Fort Worth DWI Lawyer
PUT OUR 130 YEARS OF DWI EXPERIENCE TO WORK FOR YOU
If you are facing drunk driving charges in Fort Worth or surrounding areas, you should hire a Fort Worth DWI lawyer who is well equipped to represent you right away. At the office of Jerry Loftin & Associates, we are very familiar with the way that Texas law enforcement officers approach citizens during suspected DWI traffic stops and how the Tarrant County district attorney’s office prosecutes DWI cases.
In fact, Fort Worth DWI attorneys Jerry Loftin and Trent Loftin both worked in the Tarrant County district attorney’s office and prosecuted DWI cases for several years before switching to the other side of the courtroom to defend clients charged with DWI. We know what to expect from DWI prosecutors and are prepared to fight tooth and nail to protect our clients’ rights—whether that means convincing the DA to drop or reduce charges or going to court.
As a client of Jerry Loftin & Associates, you benefit from the extensive knowledge and experience our DWI lawyers Fort Worth TX have accumulated during our more than 130 years of combined legal experience and through the tens of thousands of cases we’ve handled over the years.
Our firm is dedicated to providing the aggressive and strategic legal representation you deserve if you have been arrested for drinking and driving. You also have the right to choose a DUI attorney Forth Worth who you feel is the best fit for your case. Choosing an attorney with decades of successful DWI defense experience is a great place to start.
Arrested for DWI?
Get defense from an experienced Fort Worth DWI attorney when you contact us at Jerry Loftin & Associates today!
KNOW YOUR RIGHTS WHEN FACING DWI CHARGES
Law enforcement officers are required to follow the laws and rules established by the state and federal government, including the rights and freedoms afforded to citizens of our country by the United States Constitution.
When you’re facing DWI charges, you have the right to due process of law, the right to speak with an attorney, the right to a speedy trial, freedom from unreasonable search and seizure, and freedom from self-incrimination, among other rights.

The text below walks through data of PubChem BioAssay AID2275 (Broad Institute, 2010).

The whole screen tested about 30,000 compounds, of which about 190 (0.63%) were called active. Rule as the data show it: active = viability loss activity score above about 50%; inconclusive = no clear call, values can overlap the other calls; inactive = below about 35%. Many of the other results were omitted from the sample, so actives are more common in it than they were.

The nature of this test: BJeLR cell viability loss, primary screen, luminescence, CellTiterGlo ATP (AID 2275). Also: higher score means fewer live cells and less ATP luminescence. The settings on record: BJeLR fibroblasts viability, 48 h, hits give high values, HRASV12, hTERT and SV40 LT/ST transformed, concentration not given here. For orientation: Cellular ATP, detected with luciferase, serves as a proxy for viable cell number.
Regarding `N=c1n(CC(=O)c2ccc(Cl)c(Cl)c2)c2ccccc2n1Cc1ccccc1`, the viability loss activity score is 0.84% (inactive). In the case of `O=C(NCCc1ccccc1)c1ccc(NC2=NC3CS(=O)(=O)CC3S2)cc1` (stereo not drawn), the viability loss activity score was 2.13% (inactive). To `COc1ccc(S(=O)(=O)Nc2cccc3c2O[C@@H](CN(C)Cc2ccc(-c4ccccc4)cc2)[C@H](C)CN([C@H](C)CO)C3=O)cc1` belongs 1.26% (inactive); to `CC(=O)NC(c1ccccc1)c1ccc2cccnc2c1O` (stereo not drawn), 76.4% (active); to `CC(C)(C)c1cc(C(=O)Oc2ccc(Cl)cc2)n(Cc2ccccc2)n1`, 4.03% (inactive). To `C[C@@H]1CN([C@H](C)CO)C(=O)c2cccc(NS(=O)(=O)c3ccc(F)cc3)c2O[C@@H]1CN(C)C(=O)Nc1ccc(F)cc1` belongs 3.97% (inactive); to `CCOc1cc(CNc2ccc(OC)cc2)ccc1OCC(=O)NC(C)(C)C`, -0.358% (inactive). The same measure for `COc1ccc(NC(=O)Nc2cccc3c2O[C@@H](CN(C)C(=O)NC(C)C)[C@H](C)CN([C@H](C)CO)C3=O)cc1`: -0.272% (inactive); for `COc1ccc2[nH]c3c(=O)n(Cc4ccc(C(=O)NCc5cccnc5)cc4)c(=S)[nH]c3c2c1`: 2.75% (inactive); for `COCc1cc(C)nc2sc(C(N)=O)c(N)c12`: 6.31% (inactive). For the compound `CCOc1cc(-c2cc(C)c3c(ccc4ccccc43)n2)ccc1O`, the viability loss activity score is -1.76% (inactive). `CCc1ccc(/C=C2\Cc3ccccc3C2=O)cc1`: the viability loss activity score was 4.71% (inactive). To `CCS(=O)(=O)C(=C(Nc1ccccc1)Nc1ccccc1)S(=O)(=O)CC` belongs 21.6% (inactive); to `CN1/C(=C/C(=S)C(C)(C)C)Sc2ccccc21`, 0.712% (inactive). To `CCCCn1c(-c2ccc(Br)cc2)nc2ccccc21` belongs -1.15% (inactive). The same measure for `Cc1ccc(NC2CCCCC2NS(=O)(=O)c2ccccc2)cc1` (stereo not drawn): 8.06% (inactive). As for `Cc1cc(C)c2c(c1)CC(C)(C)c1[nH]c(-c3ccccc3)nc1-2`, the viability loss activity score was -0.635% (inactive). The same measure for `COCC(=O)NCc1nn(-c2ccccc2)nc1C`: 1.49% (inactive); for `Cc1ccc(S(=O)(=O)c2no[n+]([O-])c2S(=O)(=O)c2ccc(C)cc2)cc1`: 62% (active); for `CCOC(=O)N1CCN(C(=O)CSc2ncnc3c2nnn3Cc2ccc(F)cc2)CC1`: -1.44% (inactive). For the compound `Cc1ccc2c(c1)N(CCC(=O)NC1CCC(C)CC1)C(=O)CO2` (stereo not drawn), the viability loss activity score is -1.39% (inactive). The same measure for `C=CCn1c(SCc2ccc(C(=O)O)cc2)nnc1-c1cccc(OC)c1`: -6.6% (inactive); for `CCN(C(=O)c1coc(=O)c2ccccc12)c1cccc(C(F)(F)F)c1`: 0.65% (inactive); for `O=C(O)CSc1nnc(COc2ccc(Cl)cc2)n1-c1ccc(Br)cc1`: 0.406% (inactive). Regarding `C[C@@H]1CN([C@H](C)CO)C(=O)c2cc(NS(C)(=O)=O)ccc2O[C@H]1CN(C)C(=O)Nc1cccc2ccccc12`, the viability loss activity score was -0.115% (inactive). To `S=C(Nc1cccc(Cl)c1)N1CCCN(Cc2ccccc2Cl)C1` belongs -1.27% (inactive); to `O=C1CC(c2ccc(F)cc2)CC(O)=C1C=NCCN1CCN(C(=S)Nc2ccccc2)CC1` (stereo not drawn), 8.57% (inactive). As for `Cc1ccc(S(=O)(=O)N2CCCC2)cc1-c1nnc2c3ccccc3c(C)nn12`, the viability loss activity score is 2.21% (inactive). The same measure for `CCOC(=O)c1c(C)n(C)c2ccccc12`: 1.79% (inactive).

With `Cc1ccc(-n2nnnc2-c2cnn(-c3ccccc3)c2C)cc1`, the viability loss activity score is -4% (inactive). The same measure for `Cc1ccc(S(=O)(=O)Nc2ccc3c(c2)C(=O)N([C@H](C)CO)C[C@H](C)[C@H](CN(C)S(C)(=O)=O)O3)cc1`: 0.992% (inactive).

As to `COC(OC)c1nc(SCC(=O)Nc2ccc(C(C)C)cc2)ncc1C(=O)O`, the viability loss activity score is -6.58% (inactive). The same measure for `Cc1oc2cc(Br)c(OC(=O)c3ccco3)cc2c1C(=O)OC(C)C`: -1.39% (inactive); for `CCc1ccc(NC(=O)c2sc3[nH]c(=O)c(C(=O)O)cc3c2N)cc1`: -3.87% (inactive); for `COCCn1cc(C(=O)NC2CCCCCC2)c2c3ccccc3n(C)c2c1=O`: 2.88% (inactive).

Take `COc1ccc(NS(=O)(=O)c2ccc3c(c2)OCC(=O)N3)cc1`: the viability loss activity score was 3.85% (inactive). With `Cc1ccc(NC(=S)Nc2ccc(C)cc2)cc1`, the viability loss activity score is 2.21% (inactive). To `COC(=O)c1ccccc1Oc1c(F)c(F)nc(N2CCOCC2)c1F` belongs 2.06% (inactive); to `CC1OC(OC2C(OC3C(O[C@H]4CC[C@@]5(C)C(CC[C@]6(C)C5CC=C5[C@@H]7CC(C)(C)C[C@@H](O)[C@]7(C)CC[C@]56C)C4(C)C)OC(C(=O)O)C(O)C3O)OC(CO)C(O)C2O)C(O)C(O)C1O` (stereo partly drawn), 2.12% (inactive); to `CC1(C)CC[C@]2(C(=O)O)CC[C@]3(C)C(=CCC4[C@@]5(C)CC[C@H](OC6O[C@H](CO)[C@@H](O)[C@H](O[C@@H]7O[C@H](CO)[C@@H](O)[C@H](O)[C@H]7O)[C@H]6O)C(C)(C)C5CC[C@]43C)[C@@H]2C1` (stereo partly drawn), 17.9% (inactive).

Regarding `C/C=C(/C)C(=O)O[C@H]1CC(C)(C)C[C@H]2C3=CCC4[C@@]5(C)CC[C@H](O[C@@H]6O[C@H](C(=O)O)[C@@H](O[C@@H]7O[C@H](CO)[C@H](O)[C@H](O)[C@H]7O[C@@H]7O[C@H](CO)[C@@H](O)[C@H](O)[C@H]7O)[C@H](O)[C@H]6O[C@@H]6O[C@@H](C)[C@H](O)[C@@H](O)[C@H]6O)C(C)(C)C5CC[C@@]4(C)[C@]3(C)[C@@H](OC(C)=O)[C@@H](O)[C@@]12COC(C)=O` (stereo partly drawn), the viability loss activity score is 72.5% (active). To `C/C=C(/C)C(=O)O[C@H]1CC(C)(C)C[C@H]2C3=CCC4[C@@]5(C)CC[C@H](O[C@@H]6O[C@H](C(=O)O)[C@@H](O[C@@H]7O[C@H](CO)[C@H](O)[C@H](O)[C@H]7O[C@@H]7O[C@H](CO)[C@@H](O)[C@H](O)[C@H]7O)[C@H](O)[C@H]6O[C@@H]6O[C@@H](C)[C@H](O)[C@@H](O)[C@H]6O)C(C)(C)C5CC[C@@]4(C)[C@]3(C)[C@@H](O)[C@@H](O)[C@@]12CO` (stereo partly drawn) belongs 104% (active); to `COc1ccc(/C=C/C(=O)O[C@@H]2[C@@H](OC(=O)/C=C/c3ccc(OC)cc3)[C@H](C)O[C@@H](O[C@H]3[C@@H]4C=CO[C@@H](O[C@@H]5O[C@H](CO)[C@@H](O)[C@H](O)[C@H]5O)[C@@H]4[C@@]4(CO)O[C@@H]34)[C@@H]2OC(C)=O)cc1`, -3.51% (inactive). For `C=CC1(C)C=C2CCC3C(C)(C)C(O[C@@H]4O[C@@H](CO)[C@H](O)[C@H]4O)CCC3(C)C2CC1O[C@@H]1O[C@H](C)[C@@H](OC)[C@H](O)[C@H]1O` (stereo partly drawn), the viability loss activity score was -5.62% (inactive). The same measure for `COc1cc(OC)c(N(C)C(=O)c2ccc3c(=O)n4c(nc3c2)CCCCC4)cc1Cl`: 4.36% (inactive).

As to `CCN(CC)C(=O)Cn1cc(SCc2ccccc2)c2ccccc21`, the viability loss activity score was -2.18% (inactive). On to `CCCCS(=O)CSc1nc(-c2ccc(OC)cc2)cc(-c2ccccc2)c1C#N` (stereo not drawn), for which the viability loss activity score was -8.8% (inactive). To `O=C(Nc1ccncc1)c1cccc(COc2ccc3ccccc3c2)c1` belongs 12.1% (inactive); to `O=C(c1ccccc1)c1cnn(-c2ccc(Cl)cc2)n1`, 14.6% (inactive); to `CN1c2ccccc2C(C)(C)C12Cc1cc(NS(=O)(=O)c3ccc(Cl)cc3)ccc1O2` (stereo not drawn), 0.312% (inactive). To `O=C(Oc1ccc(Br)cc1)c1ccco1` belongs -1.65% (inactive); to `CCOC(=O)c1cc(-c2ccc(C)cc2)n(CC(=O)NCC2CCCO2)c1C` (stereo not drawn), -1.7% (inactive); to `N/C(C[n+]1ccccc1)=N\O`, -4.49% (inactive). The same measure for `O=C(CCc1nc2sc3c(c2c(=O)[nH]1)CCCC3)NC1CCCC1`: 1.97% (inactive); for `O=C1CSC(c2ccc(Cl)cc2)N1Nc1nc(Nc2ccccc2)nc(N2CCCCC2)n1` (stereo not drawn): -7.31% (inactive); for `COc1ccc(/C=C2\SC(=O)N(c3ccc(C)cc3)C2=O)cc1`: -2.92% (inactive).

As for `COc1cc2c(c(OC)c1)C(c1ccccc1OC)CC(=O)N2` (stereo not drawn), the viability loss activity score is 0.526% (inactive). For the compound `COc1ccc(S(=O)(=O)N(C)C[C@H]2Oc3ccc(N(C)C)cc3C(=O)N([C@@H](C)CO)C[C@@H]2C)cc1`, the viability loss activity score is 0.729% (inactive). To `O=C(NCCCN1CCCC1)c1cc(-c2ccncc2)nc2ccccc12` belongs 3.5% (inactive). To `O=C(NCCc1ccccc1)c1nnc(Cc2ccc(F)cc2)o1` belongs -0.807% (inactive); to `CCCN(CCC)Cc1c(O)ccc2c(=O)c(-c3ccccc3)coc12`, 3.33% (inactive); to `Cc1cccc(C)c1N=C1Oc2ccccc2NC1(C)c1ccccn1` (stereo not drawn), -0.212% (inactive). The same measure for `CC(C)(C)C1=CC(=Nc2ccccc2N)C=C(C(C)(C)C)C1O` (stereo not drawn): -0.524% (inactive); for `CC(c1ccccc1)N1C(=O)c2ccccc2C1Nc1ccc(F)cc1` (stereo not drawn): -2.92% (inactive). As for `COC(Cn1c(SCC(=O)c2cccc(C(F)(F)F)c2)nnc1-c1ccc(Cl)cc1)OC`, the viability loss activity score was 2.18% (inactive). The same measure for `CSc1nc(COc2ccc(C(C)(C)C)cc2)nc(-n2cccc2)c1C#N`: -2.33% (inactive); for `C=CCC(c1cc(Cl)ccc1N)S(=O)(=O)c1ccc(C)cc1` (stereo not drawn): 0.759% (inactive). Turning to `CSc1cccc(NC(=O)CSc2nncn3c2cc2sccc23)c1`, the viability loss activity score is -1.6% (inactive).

Should you get pulled over for a suspected DWI or DUI, it’s critical to understand these rights and how they may apply to you during and after a traffic stop.
1) You have the right to call an attorney and refuse to answer questions from police.
While you should always be polite and never lie to law enforcement, you don’t need to be forthcoming. Instead, ask to speak with your attorney right away. You don’t have to answer questions law enforcement officers ask you during a DWI stop. The police are trained to ask questions that will trick you into admitting guilt.
For example, they may ask, “On a scale of 1 to 10, how intoxicated are you?” If you answer any number above zero, you admit you are intoxicated, which will only work against you when trying to get charges dropped or reduced. At Jerry Loftin & Associates, we know the techniques law enforcement uses to build a case against suspected DWI offenders and can advise you on what and what not to tell police.
Police officers are not your friends. People often believe, “If I tell the police everything they want to know, things will go better for me.” That’s because we were taught as youngsters that we shouldn’t tell a lie, and we should always comply with authority figures. Unfortunately, those beliefs will work against you when you’re stopped for suspected DWI.
The goal of law enforcement is to gather evidence to support a case against you. They’re not going to go easy on you if you make it easy for them to gather that evidence. Things will actually go better for you if you keep your mouth shut and call a Fort Worth DWI attorney.
2) You have the right to refuse to take field sobriety tests.
Law enforcement does not have the right to search for evidence—by way of field sobriety tests—without your consent. Field sobriety tests were designed to make you fail. Your heart is already racing and nerves are on edge from the police pulling you over, then you have to stand on one leg next to a busy highway with a flashlight pointed in your eyes? Plus, certain health issues, medication, and environmental conditions may also set you up to fail.
Keep in mind, if you refuse to take field sobriety tests the officer could arrest you, but if you’re already in handcuffs, they were probably planning to arrest you anyway. Allowing law enforcement officers to perform field sobriety tests (FSTs) just gives them more ammunition to build a case against you.
In addition, whether you pass or fail the field sobriety tests is up to the law enforcement officer performing the tests. You don’t want to put your liberty at risk based on one officer’s subjective opinion—a person who will present that opinion when providing testimony against you to the DA’s office or in court. There typically is no benefit to agreeing to field sobriety tests in Texas.
3) You have the right to refuse to take breathalyzer and blood alcohol tests.
Law enforcement does not have the right to search for evidence via a breathalyzer or chemical test without your consent, though you will be required to take chemical blood or urine tests once law enforcement produces a warrant. Unlike field sobriety tests, chemical tests performed in a lab provide objective results.